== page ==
what free time?... I might spend mine going to fb and defriending all of the non-er's cluttering up datastores with how much fiber they are taking in, what menial unimportant routine task they are about to do...or what color crayola they discovered they are. I also have not really figured out how to use social media for my own benefit other than to fill the gaps in time between things. If I want to socialize, I'll pick up the phone or actually engage in a real conversation.

spdragoo
spdragoo

If you want a bunch of digital "acquaintances", Facebook & Google+ can provide that for you... as long as you're willing to give up some additional digital privacy to go with it. If you're looking for a boost in a search for a new job, go with LinkedIn. It's not as obtrusive as Facebook or Google+, & it's primary purpose is as a "networking" tool -- just like with door-to-door sales, your success rate is much better when you "know someone on the inside". If you're looking for a place to find people that like to discuss the same topics as you do, or have your same interests, you're better off looking for online forums or "groups" (i.e. Yahoo! Groups). That gives you a social interaction on par with Facebook...without having to use your real name if you don't want to.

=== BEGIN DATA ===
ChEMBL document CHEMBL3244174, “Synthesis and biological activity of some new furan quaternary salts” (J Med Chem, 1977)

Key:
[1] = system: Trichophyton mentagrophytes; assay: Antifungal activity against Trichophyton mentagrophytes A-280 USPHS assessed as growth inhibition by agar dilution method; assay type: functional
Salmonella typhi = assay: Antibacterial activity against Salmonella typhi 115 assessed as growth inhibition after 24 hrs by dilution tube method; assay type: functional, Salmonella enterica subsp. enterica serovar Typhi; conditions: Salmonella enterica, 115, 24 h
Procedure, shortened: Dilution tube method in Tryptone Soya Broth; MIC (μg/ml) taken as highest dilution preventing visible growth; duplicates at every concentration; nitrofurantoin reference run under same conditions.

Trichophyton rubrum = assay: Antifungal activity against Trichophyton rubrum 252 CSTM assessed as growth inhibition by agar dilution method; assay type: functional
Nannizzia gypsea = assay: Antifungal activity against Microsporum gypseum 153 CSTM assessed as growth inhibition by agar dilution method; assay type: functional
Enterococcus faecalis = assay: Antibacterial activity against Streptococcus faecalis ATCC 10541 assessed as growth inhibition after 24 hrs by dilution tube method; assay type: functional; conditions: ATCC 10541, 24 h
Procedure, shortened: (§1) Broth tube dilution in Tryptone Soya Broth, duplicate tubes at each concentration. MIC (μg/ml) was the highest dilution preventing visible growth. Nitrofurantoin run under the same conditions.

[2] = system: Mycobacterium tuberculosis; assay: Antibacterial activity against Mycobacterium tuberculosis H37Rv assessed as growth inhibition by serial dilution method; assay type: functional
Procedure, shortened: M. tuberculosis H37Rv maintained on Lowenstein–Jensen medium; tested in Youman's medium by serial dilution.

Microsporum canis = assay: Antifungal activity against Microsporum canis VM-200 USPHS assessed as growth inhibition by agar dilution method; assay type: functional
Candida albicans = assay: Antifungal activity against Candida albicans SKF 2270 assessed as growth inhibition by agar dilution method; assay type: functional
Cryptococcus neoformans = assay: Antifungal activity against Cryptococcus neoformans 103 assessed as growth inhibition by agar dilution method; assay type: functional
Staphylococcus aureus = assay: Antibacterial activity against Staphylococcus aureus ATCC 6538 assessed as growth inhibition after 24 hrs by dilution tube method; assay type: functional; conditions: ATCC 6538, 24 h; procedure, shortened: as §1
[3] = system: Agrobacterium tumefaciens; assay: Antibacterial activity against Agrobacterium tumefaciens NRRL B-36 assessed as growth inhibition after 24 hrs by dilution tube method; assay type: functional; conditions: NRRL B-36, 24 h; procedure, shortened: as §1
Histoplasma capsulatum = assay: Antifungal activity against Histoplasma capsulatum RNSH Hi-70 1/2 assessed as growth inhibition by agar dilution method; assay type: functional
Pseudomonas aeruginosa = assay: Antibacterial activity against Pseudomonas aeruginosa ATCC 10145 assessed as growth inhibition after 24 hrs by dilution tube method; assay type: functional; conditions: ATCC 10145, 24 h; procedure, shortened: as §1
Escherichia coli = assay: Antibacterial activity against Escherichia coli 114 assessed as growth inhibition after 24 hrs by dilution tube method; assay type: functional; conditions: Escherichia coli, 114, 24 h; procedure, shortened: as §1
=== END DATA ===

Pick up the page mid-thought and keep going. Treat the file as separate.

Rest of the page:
CharlieSpencer
CharlieSpencer

I don't know what I want from it. I wrote social media off a couple of years ago in a Discussion here, saying it didn't solve any problems I had. On the other hand, I can't seem to reconcile my logic with the repeated growth and emergence of new tools in this area. Obviously there's something going on, but I can't figure out if it is worth revisiting. I may also be too sensitive regarding my cyber-privacy to just create random trial accounts.

Lazarus439
Lazarus439 like.author.displayName like.author.displayName like.author.displayName 3 Like

I don't argue for a minute about lending a hand one way or another, but there a lots of ways to do so that don't require turning one's personal details over the likes of Mark Zuckerberg who regard your and my privacy as an inconvenience to their business model.

hiteshrawal
hiteshrawal like.author.displayName 1 Like

It's really great idea to give back to our favorite social media. This is also one of the way to put some contribution on our social network.